BRITANNIA. J IwquEST.—On Saturday, Mr E. B. Reees, coroner, held an inquest at the Britannia Inn, into the circumstances connected with the death of David Williams, collier, aged 27, who died on. Thursday, p from injuriea sustained at Cymmer Colliery. The jury, after hearing the evidence returded a verdict of "Accidental Death."
PORra, On Sunday and Mon- /»v.iLv!!i8^meetings were held at the Independent A TOT ln connection with the ordination „v„ Jv • James, of Aberdare, as irinister of this p Jil n n eru?na were Preached by Revs. W. nTf im Chester; R. Williams (Hwfa Mon), Hanerchymedd; Evans, of Pent re; James, of Troedyriuw, Me.thyr; and Edwards, of Aberdare. The charge to the minister was given by Mr James, Troedyrhiw, and that to the cnurta bjr Hiraethog. i
LLWYNPIA. TEA MEETING.—On Monday last the general tea meeting WHS held at Jerusalem chapel. A great loss was experienced th s year in the absence of the Rev. J. R. Jones, « ho is unwell, as reported in lust weeks issue. After tea the green plot in front of the chapel was converted into a play-ground for games of all kinds. PENYGRAIG: WE8LRYAV CHAPEL ANNIVERSARY —The anni- versary Services of Scion Wesleyan Chapel, Peny- graig, we,'c held on Sunday and Monday, when sermons were delivered by the Rev.' Owen Owen, Pontypridd; Rev. J. 31. Owen, Ferndale; and Miss Griffiths, Dowlais. There were good congre- gations, and collections were made towards liquidating the chapel debt. TERMINATION OF THE LAW-SUIT BETWEEN THE PENY- GRAIG COAL COMPANY.—Our readers are doubtless awa-e that for the last couple of years a law-?uit has been carried on regarding certain matters in dispute between Messrs Rowland ai d Morgan and Mr W. Williams, their partner in the ownership of the Penygraig House Coal Collieries, distinct from the Penygraig Naval Steam Coal Collieries e,f which Messrs Rowland and Morgan are the sole proprietors. The items in dispute were of a; intricate a character that arbitrators were ap- pointed to watch the interests of both parties, leaving Mr Moses Rowland the chief control of the works as formerly. Late last year both parties agreed to sell the first-named collieries, and the sale took place at the Royal H6tel, Cardiff, when Mr W lliam Williams and some others became the nominal purchasers, the price, when everything came to be taken into account, amounting to over 220,000. But some questions arose, and on Friday last the case was to have come on in London before one of the superior courts. On Wednesday, however, the litigants, who are near relatives, met at the office of the works, and agreed to cancel the sale made at Cardiff, to forget past differences, and to resume the partnership, as it had existed with great mutual benefit to the oompanv ic the past, as Messrs Rowland, Morgan, and Williams.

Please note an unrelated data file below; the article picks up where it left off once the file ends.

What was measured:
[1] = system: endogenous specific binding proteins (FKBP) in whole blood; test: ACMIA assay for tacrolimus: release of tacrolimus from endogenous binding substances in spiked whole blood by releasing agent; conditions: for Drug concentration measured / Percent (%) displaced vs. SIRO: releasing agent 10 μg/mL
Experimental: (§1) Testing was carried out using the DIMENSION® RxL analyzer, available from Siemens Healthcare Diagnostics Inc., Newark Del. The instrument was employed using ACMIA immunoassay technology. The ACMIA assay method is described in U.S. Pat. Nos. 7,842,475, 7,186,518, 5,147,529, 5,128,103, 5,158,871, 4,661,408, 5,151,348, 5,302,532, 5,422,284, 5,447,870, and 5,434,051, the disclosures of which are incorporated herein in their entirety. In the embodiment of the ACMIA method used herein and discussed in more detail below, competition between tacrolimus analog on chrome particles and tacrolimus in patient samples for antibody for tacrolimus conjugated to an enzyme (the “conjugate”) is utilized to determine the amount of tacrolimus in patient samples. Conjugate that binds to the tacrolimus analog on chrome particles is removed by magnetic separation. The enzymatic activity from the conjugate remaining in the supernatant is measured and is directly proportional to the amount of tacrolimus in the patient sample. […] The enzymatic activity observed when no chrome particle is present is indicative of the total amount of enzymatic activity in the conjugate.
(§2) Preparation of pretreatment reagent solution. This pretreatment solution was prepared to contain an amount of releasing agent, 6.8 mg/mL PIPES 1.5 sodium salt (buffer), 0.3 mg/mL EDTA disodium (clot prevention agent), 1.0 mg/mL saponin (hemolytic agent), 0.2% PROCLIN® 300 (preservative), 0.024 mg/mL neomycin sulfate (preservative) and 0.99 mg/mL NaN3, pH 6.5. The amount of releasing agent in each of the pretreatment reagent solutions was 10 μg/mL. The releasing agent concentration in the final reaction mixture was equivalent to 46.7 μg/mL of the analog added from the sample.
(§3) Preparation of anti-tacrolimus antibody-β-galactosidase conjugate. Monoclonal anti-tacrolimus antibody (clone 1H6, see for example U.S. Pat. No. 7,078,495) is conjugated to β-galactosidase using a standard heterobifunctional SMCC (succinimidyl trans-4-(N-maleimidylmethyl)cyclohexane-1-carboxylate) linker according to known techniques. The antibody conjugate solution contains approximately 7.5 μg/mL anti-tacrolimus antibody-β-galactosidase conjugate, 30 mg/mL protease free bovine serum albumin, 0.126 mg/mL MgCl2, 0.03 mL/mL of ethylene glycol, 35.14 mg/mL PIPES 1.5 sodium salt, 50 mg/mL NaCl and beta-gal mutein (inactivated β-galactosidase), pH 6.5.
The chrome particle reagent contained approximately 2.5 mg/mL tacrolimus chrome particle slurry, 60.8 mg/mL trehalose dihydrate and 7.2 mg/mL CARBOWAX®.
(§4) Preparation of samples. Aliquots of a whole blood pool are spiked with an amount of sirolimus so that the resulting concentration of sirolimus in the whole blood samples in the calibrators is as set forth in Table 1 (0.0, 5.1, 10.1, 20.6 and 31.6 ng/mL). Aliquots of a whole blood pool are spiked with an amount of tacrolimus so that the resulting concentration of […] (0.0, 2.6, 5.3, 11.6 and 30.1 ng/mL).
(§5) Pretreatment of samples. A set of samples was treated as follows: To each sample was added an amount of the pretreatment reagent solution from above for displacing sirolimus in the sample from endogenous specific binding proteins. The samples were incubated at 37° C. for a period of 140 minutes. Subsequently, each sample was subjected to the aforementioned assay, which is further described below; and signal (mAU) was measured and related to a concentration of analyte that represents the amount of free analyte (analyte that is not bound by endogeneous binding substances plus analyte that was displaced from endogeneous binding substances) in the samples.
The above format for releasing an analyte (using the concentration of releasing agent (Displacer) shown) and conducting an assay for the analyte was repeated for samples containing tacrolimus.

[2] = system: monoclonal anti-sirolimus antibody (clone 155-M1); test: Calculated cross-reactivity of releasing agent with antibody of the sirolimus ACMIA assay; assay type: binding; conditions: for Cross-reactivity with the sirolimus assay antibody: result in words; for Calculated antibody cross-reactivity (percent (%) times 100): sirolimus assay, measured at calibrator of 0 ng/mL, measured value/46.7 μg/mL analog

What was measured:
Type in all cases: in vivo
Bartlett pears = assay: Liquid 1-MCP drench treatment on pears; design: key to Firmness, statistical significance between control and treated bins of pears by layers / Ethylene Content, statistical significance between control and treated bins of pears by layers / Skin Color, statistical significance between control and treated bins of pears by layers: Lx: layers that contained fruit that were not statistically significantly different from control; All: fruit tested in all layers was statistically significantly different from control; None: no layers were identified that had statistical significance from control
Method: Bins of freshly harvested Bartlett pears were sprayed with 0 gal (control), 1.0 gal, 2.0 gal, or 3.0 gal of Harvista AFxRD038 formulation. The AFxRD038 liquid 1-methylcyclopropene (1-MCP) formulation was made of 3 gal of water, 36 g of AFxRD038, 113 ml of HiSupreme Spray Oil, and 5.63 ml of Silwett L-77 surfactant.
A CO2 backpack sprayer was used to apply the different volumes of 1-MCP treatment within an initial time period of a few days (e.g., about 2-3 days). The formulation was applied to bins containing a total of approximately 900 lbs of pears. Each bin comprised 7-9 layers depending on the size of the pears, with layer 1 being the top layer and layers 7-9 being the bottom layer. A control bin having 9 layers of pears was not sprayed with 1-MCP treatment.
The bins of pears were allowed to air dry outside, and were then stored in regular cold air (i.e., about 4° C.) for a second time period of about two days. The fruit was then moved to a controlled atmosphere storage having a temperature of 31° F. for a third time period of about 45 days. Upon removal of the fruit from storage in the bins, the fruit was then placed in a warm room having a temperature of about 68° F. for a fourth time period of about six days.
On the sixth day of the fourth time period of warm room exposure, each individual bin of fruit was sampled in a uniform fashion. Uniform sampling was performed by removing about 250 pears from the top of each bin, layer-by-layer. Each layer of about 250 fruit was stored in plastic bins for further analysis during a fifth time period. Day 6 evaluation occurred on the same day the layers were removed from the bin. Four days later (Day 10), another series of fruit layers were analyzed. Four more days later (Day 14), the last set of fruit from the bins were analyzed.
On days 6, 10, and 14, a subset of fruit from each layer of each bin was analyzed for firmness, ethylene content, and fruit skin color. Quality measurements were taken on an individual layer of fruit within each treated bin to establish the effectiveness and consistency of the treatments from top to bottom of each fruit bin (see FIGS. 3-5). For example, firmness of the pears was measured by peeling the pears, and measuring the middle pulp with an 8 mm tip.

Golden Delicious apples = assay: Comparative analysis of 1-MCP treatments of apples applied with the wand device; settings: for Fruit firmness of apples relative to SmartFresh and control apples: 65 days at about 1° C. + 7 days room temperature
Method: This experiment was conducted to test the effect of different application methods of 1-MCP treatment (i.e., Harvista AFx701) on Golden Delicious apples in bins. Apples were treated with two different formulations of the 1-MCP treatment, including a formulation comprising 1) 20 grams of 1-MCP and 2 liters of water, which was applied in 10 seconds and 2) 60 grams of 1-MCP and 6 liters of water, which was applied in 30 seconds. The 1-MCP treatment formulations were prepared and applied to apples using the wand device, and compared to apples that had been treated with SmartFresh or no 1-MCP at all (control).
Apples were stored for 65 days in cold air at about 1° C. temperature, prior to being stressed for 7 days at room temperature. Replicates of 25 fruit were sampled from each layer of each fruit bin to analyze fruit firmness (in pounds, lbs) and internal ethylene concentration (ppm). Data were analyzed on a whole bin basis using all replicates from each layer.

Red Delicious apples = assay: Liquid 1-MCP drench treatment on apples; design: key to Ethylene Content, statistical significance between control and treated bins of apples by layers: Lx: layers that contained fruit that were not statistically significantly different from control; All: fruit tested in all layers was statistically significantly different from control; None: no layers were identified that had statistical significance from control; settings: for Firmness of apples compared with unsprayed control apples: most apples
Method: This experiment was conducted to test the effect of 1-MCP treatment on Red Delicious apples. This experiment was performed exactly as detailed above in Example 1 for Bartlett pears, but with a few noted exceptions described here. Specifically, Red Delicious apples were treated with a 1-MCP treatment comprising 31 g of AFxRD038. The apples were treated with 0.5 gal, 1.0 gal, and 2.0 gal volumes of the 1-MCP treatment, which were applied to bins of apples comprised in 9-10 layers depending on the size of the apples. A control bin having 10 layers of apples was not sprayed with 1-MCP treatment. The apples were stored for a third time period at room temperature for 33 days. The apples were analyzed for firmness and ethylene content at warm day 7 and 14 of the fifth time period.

TON YP ANDY. PBESENTATION BY WORKMEN.— WrJ. D. Thomas, son of the High Sheriff of Glamoaganshire, a.ud consulting engineer of Messrs Perch and Co.'s oolliery, Tonypntidy, was married on Wednesday, in London, to Miss,PercH, daughter of the colliery proprietor. The workmen at the Colliery presented to the happy pair a handsome testimonial worth about £30.
YSTRÄD. ACCIDENT AT BODRINGALLT COLLIERY. Abdut midday on Saturday John Rowlands, who resides at Heolfach, sustained painful injuries to his head by a stone falling upon him while at work at the Bodringallt Coliery. A DISPUTE AT GELLT COLI.IERY.-The workmen at Messrs Thoirtas and Griffiths' Gelli Steam C al Colliery came dut on strike on Monday in con- sequence of the re-appointment of Mr -Chubb as manager in place of Mr Thomas Williams. It may b« remembered th it Mr Chubb's certificate was suspended after the Dinas explosion. Snbsequent to this he was put in charge of the Gedy Steam, but the workmen stood out, and ultimately Mr Chubb was removed to the house coal. This new movement on the pnrt of the proprietary was viewed with great dissatisfaction by some of the men and a strike was the result. Masters and workmen met at the office of the works during Monday, and the majority of the colliers were fouud to be in favour of Mr Qhubb'a appointment, ■nd the whole matter was amicably arranged. Some old workmen who have known Mr Chubb for many years speak very highly of him.